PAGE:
The aim of this study was to compare anatomic results after vaginal uterosacral ligament suspension with absorbable versus permanent suture.
We performed a retrospective cohort study of women who underwent vaginal uterosacral ligament suspension, from 2006 to 2015. We compared 2 groups: (1) absorbable suspension suture and (2) permanent suspension suture (even if accompanied by absorbable suture). Our primary outcome was composite anatomic failure defined as (1) recurrent prolapse in any compartment past the hymen or (2) retreatment for prolapse. Continuous variables were analyzed using the Student t test or Mann-Whitney U test, and categorical variables were analyzed using χ2 or Fisher exact test. Multivariable logistic regression analysis was performed to control for confounders. P < 0.05 was considered significant.
Of the 242 patients with medium-term follow-up (3 months to 2 years after surgery), 188 underwent vaginal uterosacral ligament suspension with only absorbable suture, and 54 underwent suspension with permanent suture. Compared with the absorbable suture cohort, the permanent suture cohort was more likely to have had advanced preoperative prolapse (P = 0.01), less likely to have had a prior hysterectomy (P = 0.01), and less likely to have undergone a concomitant posterior colporrhaphy/perineoplasty (P < 0.01). Overall, there were no differences in composite anatomic failure between the absorbable and permanent suture groups (17.0% vs 20.4%, P = 0.41). In multivariable logistic regression analyses, when controlling for covariates, there remained no difference in composite anatomic failure between permanent and absorbable suture groups.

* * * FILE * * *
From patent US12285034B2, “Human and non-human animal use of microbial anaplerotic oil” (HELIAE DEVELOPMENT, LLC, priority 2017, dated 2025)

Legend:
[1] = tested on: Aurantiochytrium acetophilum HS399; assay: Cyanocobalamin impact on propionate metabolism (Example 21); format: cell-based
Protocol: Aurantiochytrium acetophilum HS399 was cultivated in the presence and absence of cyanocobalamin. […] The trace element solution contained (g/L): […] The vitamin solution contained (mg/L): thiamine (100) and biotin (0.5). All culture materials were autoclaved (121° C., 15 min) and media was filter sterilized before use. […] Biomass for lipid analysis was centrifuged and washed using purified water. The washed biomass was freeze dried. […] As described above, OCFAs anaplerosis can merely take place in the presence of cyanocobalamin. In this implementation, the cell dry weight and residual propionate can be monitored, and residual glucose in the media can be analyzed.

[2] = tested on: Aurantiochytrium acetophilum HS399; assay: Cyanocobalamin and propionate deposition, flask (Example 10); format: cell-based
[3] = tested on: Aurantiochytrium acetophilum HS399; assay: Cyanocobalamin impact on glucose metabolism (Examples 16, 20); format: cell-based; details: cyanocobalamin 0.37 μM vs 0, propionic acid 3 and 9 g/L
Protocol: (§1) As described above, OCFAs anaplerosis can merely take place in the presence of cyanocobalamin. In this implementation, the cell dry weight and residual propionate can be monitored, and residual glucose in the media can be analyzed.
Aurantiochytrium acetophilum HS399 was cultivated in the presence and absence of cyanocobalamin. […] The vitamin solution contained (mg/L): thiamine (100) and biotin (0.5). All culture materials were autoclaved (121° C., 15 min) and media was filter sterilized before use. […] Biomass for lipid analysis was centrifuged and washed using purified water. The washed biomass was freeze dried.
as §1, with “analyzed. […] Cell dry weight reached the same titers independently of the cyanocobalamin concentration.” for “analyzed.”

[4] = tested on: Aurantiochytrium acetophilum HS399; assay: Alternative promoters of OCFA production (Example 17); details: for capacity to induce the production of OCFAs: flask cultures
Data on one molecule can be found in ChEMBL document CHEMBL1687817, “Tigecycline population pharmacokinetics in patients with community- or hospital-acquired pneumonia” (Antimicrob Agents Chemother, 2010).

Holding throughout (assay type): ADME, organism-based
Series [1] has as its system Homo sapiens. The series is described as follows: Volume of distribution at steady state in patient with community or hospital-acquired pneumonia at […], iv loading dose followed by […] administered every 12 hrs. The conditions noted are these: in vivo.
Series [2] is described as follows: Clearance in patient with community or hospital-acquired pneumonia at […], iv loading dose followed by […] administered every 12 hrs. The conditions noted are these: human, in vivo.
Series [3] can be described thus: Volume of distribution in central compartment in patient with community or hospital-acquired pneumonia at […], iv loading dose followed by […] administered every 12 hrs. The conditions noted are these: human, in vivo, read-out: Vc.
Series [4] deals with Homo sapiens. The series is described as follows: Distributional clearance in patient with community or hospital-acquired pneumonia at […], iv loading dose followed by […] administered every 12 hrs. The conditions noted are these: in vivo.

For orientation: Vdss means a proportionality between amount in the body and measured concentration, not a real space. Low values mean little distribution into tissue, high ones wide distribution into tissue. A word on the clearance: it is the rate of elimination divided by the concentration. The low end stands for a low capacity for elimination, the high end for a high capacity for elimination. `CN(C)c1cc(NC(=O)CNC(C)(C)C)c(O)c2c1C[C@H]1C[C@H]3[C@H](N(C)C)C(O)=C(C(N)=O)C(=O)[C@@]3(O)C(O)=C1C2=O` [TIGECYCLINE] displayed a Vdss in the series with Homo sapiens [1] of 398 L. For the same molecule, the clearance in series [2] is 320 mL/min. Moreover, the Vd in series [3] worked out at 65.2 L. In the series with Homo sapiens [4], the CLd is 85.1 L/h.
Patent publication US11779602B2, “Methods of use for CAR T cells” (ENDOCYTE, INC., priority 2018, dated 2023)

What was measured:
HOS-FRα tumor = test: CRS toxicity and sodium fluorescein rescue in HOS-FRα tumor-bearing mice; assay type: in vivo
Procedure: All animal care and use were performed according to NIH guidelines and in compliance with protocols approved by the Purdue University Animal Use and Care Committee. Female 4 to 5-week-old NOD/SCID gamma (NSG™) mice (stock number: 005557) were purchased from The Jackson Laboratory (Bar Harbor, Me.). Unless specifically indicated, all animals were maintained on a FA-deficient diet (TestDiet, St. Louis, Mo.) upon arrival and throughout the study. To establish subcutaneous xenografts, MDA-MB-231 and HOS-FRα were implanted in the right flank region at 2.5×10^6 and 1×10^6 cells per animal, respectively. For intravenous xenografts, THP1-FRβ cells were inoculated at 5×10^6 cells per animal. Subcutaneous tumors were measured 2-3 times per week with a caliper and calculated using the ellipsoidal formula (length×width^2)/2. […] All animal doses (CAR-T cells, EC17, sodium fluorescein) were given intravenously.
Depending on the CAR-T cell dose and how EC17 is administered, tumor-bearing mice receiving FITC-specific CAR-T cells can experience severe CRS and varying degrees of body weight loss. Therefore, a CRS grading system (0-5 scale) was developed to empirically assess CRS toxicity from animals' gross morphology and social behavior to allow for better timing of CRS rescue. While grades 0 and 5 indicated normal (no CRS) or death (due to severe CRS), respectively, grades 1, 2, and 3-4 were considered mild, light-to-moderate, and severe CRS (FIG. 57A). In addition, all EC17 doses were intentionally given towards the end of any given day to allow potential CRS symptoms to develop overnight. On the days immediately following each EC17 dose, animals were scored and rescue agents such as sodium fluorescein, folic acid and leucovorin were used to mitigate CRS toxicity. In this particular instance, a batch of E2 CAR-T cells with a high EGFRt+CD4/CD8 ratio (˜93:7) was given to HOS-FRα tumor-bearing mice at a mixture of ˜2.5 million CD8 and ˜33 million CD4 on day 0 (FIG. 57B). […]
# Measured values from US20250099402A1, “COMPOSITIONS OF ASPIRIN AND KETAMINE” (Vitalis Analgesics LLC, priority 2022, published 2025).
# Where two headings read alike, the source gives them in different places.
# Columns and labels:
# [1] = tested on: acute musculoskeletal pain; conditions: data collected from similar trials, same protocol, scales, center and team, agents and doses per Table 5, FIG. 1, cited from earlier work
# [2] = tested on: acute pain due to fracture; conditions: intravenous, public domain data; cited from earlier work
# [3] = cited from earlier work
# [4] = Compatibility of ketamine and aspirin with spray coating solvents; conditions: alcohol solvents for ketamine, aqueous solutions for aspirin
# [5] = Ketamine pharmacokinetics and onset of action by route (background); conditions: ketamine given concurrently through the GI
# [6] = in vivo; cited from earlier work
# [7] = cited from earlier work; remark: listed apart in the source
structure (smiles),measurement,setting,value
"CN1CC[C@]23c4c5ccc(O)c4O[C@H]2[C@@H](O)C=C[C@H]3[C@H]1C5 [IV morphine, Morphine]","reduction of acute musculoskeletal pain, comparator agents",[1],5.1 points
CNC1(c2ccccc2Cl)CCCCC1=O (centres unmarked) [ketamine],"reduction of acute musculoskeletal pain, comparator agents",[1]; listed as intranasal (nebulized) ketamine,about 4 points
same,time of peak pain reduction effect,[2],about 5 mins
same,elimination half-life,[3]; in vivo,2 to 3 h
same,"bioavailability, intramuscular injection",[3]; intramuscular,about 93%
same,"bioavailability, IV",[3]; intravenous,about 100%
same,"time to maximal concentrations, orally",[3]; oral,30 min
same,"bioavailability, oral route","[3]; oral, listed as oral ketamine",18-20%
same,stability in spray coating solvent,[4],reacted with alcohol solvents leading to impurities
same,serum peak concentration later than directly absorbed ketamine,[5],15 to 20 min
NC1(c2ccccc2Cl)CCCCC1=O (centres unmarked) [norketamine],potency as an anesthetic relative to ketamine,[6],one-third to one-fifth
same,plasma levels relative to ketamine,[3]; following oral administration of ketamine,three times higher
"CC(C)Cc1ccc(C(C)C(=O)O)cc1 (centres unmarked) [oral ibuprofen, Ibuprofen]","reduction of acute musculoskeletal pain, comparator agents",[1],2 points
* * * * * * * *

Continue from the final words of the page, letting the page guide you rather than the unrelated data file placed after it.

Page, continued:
Completion of vaginal uterosacral ligament suspension using only absorbable suture affords similar anatomic outcomes in the medium term as compared with suspension with additional permanent suture.
Completion of vaginal uterosacral ligament suspensionusing only absorbable suture affords similar anatomic outcomes in the mediumterm as compared with suspension with additional permanent suture.
From the *Division of Urogynecology and Reconstructive Pelvic Surgery, †Department of Obstetrics and Gynecology, and ‡Department of Biostatistics and Bioinformatics, Duke University Medical Center, Durham, NC.
Correspondence: Megan S. Bradley, MD, Division of Urogynecology and Reconstructive Pelvic Surgery, Department of Obstetrics and Gynecology, Duke University Medical Center, 5324 McFarland Dr, Suite 310, Durham, NC 27707. E-mail: email@example.com.
Our research was presented as a poster abstract at the American Urogynecologic Society Meeting; Denver, CO; September 27 to October 1, 2016.
N.Y.S. has protected research time that is supported by award K12-DK100024 from the National Institute of Diabetes and Digestive and Kidney Diseases. N.Y.S. has received grant funding from Medtronic Inc, but neither of these resources provided support for this study. The other authors have declared they have no conflicts of interest.